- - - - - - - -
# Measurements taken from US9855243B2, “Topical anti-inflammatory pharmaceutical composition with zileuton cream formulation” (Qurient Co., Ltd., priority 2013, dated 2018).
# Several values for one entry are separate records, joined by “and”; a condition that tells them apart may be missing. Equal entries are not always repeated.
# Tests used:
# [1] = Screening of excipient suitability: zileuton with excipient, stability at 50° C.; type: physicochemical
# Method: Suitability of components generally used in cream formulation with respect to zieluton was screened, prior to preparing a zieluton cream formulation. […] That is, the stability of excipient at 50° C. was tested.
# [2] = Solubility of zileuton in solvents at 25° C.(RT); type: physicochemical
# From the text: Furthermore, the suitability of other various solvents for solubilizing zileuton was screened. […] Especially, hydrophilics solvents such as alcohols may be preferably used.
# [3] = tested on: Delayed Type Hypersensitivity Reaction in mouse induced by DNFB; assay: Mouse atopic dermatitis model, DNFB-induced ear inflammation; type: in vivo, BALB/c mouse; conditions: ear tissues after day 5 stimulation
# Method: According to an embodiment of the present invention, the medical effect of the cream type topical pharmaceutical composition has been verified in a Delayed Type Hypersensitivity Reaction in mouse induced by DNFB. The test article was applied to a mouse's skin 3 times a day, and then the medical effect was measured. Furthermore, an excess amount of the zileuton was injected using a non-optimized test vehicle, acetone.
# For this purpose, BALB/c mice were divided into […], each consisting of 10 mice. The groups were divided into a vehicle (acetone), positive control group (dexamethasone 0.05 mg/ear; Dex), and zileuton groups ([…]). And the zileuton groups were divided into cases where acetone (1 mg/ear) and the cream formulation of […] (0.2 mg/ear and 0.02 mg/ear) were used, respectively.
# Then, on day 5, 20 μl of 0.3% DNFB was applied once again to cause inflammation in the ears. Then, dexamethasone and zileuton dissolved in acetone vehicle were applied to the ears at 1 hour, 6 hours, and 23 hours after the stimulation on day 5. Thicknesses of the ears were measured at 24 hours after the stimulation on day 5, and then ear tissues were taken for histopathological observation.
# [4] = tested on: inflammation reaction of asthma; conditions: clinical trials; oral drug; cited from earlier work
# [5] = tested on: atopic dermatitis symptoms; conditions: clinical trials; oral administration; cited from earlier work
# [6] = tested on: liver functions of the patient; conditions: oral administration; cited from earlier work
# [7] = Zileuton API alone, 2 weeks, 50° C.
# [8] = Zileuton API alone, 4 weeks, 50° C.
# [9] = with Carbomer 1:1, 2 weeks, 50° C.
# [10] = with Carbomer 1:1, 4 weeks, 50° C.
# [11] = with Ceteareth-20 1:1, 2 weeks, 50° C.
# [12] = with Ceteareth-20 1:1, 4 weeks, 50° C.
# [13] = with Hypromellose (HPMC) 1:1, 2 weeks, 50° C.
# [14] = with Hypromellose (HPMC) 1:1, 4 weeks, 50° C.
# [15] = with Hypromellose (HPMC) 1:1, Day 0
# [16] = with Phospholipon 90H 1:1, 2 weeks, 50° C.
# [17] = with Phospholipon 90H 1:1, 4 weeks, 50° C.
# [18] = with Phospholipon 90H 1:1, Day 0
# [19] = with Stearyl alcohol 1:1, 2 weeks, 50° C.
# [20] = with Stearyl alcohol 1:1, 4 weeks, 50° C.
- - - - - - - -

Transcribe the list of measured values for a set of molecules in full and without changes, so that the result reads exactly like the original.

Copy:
# Measurements taken from US9855243B2, “Topical anti-inflammatory pharmaceutical composition with zileuton cream formulation” (Qurient Co., Ltd., priority 2013, dated 2018).
# Several values for one entry are separate records, joined by “and”; a condition that tells them apart may be missing. Equal entries are not always repeated.
# Tests used:
# [1] = Screening of excipient suitability: zileuton with excipient, stability at 50° C.; type: physicochemical
# Method: Suitability of components generally used in cream formulation with respect to zieluton was screened, prior to preparing a zieluton cream formulation. […] That is, the stability of excipient at 50° C. was tested.
# [2] = Solubility of zileuton in solvents at 25° C.(RT); type: physicochemical
# From the text: Furthermore, the suitability of other various solvents for solubilizing zileuton was screened. […] Especially, hydrophilics solvents such as alcohols may be preferably used.
# [3] = tested on: Delayed Type Hypersensitivity Reaction in mouse induced by DNFB; assay: Mouse atopic dermatitis model, DNFB-induced ear inflammation; type: in vivo, BALB/c mouse; conditions: ear tissues after day 5 stimulation
# Method: According to an embodiment of the present invention, the medical effect of the cream type topical pharmaceutical composition has been verified in a Delayed Type Hypersensitivity Reaction in mouse induced by DNFB. The test article was applied to a mouse's skin 3 times a day, and then the medical effect was measured. Furthermore, an excess amount of the zileuton was injected using a non-optimized test vehicle, acetone.
# For this purpose, BALB/c mice were divided into […], each consisting of 10 mice. The groups were divided into a vehicle (acetone), positive control group (dexamethasone 0.05 mg/ear; Dex), and zileuton groups ([…]). And the zileuton groups were divided into cases where acetone (1 mg/ear) and the cream formulation of […] (0.2 mg/ear and 0.02 mg/ear) were used, respectively.
# Then, on day 5, 20 μl of 0.3% DNFB was applied once again to cause inflammation in the ears. Then, dexamethasone and zileuton dissolved in acetone vehicle were applied to the ears at 1 hour, 6 hours, and 23 hours after the stimulation on day 5. Thicknesses of the ears were measured at 24 hours after the stimulation on day 5, and then ear tissues were taken for histopathological observation.
# [4] = tested on: inflammation reaction of asthma; conditions: clinical trials; oral drug; cited from earlier work
# [5] = tested on: atopic dermatitis symptoms; conditions: clinical trials; oral administration; cited from earlier work
# [6] = tested on: liver functions of the patient; conditions: oral administration; cited from earlier work
# [7] = Zileuton API alone, 2 weeks, 50° C.
# [8] = Zileuton API alone, 4 weeks, 50° C.
# [9] = with Carbomer 1:1, 2 weeks, 50° C.
# [10] = with Carbomer 1:1, 4 weeks, 50° C.
# [11] = with Ceteareth-20 1:1, 2 weeks, 50° C.
# [12] = with Ceteareth-20 1:1, 4 weeks, 50° C.
# [13] = with Hypromellose (HPMC) 1:1, 2 weeks, 50° C.
# [14] = with Hypromellose (HPMC) 1:1, 4 weeks, 50° C.
# [15] = with Hypromellose (HPMC) 1:1, Day 0
# [16] = with Phospholipon 90H 1:1, 2 weeks, 50° C.
# [17] = with Phospholipon 90H 1:1, 4 weeks, 50° C.
# [18] = with Phospholipon 90H 1:1, Day 0
# [19] = with Stearyl alcohol 1:1, 2 weeks, 50° C.
# [20] = with Stearyl alcohol 1:1, 4 weeks, 50° C.